Ask Justices to deny Secretary of State Husted's appeal and ensure Ohioans have full and equal access to the polls
Columbus--Today, Senate Minority Leader Eric H. Kearney (D-Cincinnati) and the entire Senate Democratic Caucus continued the fight for Ohioans' right to vote by filing an amicus brief with the U.S. Supreme Court. The brief asks the Court to deny Secretary of State Jon Husted's appeal and preserve in-person early voting for the last three days before the November 6th election.
"It is imperative that the court promptly deny applicants' requested stay and allow early in-person voting to proceed as it has for the last six years in Ohio," Senator Kearney and the Caucus said in the brief. "Early voting has already begun and a last minute decision curtailing previously granted voting opportunities would undermine the public interest in voting rights for all citizens."
The brief was filed in response to Secretary Husted's appeal of a decision by the U.S. 6th Circuit Court of Appeals decision that found Ohio Republicans had violated the Constitution by denying Ohioans an equal opportunity to vote in-person at their board of elections on the three days prior to the election.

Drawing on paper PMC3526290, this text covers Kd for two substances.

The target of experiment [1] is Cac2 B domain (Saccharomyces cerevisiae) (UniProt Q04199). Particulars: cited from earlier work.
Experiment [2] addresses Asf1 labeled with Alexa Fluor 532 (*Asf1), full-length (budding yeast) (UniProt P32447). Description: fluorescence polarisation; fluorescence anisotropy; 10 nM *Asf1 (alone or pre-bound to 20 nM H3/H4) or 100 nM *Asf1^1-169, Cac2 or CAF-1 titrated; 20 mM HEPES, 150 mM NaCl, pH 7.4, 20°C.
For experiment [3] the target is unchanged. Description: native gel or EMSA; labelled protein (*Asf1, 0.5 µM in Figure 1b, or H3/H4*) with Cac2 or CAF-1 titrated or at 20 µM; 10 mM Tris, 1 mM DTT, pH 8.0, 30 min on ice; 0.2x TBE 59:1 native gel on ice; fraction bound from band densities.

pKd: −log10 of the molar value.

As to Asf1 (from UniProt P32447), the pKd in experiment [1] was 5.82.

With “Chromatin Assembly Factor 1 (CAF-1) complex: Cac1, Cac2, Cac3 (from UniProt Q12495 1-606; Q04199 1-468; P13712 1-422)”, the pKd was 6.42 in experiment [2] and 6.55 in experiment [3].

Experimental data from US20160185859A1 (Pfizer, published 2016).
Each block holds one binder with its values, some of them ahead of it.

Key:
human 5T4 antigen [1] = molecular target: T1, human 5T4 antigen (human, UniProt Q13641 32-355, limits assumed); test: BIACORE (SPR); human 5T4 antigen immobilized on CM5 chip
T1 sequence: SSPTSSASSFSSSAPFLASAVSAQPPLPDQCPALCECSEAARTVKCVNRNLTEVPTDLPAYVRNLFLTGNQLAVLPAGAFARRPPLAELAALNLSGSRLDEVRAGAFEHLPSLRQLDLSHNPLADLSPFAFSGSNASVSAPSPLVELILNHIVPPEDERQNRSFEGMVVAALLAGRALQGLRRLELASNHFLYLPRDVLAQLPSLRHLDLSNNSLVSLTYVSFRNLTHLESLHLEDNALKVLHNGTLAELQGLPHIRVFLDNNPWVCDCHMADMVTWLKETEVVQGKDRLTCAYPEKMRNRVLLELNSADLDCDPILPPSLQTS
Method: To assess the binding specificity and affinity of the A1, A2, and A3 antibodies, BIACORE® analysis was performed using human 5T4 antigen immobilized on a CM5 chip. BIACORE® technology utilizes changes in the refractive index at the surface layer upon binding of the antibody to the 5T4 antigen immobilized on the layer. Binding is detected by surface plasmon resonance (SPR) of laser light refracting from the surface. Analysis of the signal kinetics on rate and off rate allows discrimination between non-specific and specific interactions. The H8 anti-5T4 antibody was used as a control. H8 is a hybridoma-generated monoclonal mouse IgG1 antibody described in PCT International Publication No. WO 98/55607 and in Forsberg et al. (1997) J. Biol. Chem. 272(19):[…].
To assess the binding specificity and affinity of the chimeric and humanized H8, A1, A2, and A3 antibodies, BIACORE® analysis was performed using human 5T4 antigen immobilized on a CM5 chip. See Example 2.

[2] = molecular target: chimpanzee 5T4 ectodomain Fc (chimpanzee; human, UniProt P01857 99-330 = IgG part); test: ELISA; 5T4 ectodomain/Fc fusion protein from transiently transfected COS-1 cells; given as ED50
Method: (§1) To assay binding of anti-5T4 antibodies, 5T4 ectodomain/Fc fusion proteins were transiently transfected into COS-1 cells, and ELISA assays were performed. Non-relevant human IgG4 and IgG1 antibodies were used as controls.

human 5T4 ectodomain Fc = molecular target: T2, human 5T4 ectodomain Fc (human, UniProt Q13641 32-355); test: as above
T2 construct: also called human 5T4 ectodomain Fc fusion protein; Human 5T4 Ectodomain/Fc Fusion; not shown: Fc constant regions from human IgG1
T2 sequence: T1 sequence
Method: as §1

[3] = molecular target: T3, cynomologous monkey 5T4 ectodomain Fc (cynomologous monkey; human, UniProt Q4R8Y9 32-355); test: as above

"As members of the General Assembly, amici (we) understand the need to regulate election procedures, but we refuse to accept policies that discriminate and burden the right to vote," the brief further states.
An Amicus Curiae or "friend of the Court" brief gives an individual or group who is not a party to a case the opportunity to make their views known to the Court and raise arguments and perspectives not otherwise considered.